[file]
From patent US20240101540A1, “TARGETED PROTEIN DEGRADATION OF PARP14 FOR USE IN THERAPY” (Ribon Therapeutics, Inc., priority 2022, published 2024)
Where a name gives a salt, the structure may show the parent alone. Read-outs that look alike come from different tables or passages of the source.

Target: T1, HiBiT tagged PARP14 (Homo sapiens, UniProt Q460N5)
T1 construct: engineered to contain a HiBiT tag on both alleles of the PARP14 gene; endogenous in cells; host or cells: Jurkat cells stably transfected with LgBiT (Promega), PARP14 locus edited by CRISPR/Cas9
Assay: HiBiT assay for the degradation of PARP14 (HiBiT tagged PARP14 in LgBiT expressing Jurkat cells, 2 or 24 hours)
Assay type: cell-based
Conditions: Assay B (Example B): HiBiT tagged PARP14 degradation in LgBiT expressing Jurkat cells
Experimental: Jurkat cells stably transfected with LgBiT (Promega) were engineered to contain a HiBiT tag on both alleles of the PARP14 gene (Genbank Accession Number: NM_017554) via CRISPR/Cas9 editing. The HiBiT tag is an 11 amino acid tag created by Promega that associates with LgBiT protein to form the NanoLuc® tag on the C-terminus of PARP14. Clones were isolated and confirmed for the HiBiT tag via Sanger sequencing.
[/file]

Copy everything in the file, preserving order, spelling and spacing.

From patent US20240101540A1, “TARGETED PROTEIN DEGRADATION OF PARP14 FOR USE IN THERAPY” (Ribon Therapeutics, Inc., priority 2022, published 2024)
Where a name gives a salt, the structure may show the parent alone. Read-outs that look alike come from different tables or passages of the source.

Target: T1, HiBiT tagged PARP14 (Homo sapiens, UniProt Q460N5)
T1 construct: engineered to contain a HiBiT tag on both alleles of the PARP14 gene; endogenous in cells; host or cells: Jurkat cells stably transfected with LgBiT (Promega), PARP14 locus edited by CRISPR/Cas9
Assay: HiBiT assay for the degradation of PARP14 (HiBiT tagged PARP14 in LgBiT expressing Jurkat cells, 2 or 24 hours)
Assay type: cell-based
Conditions: Assay B (Example B): HiBiT tagged PARP14 degradation in LgBiT expressing Jurkat cells
Experimental: Jurkat cells stably transfected with LgBiT (Promega) were engineered to contain a HiBiT tag on both alleles of the PARP14 gene (Genbank Accession Number: NM_017554) via CRISPR/Cas9 editing. The HiBiT tag is an 11 amino acid tag created by Promega that associates with LgBiT protein to form the NanoLuc® tag on the C-terminus of PARP14. Clones were isolated and confirmed for the HiBiT tag via Sanger sequencing.